Since that was going quite modern, lets go old school; books. Books are great, and books are for everyone in every age group. There just aren’t enough good books about the process on making theatre. Why isn’t there a ladybird book about how a play gets made, or a beautifully illustrated book showcasing all the cool characters you meet to make a show happen. Where are the texts for secondary school students all so dry and not about design? Where are the coffee table books with dreamy photos of studios and workshops and the people that inhabit them? I’ve got a book that’s part of a series which is just 20 female artists talking about their practices-where is the equivalent for theatre? Pamela Howard is great, but there is more than one opinion on what scenography is.
If ever scenic design is mentioned as a career in fiction, when that source material is adapted into film or television it’s replaced by a “sexier”/more accessible art career such as photography. Likewise shows and films about theatre always cut the design team-you’ll at best get a lighting or sound designer, but the set and costumes just magically appear. If these jobs are cut out of fiction, then nobody is going to splash any dollar on making anything factual about them. Yet they should! The slow craft films on BBC4 could easily feature theatre makers, and people love them. They could do whole documentary series about all the different makers involved in the creation of just one show. There is an audience for these, be it as part of the craft film festival, or youtube or proper tv. We need more than just that one Netflix show that isn’t wholly accurate and is once again hidden behind a paywall.
One argument about this is time and money. It’s so boring, yet sadly has to be mentioned. Theatre happens fast, to the detriment of all involved, and means you can never record the process. The hours are long to accommodate the speed at which things need to get done, nobody gets paid fairly and to make ends meet ,more shows need to get designed and made. It’s a vicious circle and I know there is a lot of chat about how this should be addressed now so won’t go into it in a big way. One thing though is that we need to shout loudly about this, as what we do largely happens outside of theatres which is why it is easy to ignore. As an assistant/associate producers often only see my end product, and get grumpy about paying because they have no real insight into the hours and skill needed to get there. Yet they are happy to spend big bucks on people pushing buttons to control lights and sound because they can see that work happen. I don’t mean to discredit the job programmers and operators do, as it is an important job, but no more or less than all other creatives involved. Designers shouldn’t be subsidising their process, as it’s assistants as well as work spaces they have to provide as they can’t just work from a laptop. Pay is a problem at every level but we shouldn’t need to send photos of abandoned white cards created at the directors whim to justify assistants payments just because it is made outside of an auditorium. Designers shouldn’t be sacrificing their fees to make the shows happen, or worry about losing work if they bring this up.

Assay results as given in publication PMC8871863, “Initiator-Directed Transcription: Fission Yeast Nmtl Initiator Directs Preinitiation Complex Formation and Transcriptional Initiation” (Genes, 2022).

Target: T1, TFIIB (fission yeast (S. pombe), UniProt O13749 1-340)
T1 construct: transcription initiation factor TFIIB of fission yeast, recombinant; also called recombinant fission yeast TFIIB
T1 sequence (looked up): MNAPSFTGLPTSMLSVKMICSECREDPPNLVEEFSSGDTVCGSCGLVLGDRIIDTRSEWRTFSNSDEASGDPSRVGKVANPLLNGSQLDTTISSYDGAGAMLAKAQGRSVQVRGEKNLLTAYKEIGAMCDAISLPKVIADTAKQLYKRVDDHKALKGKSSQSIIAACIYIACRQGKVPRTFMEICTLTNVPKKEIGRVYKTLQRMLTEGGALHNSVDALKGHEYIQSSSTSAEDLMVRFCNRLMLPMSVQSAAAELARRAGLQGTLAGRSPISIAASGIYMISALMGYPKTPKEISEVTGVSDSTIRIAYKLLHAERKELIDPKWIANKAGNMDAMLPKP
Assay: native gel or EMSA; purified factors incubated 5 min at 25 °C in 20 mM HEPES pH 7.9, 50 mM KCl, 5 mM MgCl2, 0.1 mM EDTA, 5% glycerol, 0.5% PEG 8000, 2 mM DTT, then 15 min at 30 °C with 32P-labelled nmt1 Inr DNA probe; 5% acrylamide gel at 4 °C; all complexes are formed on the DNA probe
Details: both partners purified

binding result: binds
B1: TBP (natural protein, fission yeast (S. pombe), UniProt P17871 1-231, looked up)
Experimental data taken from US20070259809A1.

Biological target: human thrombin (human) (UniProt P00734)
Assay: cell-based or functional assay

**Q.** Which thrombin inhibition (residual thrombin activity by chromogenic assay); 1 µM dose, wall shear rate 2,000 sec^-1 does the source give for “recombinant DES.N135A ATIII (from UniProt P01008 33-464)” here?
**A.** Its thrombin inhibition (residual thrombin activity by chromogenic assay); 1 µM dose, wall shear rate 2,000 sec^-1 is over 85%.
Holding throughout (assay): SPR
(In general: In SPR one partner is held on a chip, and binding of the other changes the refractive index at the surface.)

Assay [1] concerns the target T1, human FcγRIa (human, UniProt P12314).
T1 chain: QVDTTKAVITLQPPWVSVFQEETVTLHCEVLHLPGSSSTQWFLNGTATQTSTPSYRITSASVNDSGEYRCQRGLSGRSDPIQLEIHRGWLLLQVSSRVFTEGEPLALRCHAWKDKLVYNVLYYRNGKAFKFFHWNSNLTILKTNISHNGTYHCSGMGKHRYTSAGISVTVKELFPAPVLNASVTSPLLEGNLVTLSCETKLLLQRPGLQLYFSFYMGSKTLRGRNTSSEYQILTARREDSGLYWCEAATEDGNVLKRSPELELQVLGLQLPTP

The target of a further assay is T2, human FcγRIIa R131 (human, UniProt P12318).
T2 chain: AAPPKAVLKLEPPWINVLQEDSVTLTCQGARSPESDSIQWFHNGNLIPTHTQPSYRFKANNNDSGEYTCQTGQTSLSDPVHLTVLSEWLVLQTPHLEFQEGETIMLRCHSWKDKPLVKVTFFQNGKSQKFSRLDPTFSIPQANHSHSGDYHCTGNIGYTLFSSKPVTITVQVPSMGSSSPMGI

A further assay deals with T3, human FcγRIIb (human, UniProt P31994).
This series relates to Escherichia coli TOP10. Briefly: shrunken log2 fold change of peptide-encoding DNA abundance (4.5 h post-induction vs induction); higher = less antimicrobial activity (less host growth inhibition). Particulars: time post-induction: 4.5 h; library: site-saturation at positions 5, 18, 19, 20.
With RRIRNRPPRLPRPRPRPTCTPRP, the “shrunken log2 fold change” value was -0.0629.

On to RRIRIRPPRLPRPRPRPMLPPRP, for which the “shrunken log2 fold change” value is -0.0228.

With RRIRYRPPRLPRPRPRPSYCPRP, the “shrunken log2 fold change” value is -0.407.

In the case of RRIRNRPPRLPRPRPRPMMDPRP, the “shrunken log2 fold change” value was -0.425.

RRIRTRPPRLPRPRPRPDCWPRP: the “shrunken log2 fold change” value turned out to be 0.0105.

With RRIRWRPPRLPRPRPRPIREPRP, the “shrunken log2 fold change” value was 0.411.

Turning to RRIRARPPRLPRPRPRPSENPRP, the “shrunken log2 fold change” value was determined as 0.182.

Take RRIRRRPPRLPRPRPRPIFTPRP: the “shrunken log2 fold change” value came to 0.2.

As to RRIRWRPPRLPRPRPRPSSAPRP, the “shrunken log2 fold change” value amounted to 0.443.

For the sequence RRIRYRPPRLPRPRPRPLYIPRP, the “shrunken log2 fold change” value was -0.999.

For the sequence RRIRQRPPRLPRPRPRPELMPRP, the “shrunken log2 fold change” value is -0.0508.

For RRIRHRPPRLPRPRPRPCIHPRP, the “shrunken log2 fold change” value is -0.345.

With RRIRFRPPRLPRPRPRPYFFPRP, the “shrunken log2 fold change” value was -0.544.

I’m going to stop talking about pay as it’s a whole other topic, but just to say it definitely relates to visibility and to a lesser degree the old fashioned, hand built nature in my opinion. Without a fairer pay system in place, theatre is rapidly becoming an unviable career path for the majority, which needs highlighting.
This feels like it’s become negative, which isn’t the point- creatives need to be celebrated! I want kids to grow up knowing how theatre is made, so that they want to join in on the magic (and hopefully get paid fairly).
Looking at where we are right now, I think we should carry on shifting the focus and use theatre spaces in unconventional ways until shows can resume. Why can’t auditoriums be filled with cutouts of everyone involved in the making of the set sitting on the stage? Hallways and foyers could display paint samples, costumes, model boxes...Poster frames could be filled with photos of the makers with brief explanations of their roles, like they did with TFL staff. Countless other ideas about how to raise visibility and promote theatre makers. Why don’t we use this time to get people into theatre and show them how the sausage is made? It’s really good sausage.
Shining a light on the creative process should continue forever. Models should always be displayed in the foyers of the shows, with costume drawings and fabric samples to create tactile memories. Exhibitions should happen showcasing costumes and props and scenic paintings should be framed and hung for all to see. When a show is specifically aimed at children and schools activity packs prominently featuring design should be distributed. There should be instagram feeds, blogs, tv series, festivals and books devoted to all the makers and their beautiful objects. We need stories on stage, but also from backstage, not just about what’s made but also how people got there to inspire others.
I know we prefer the shadows, and the spotlight is ghastly, but if we don’t promote ourselves nobody will, and the makers are as important as the actors. Theatre is a massive team sport, and this needs recognising.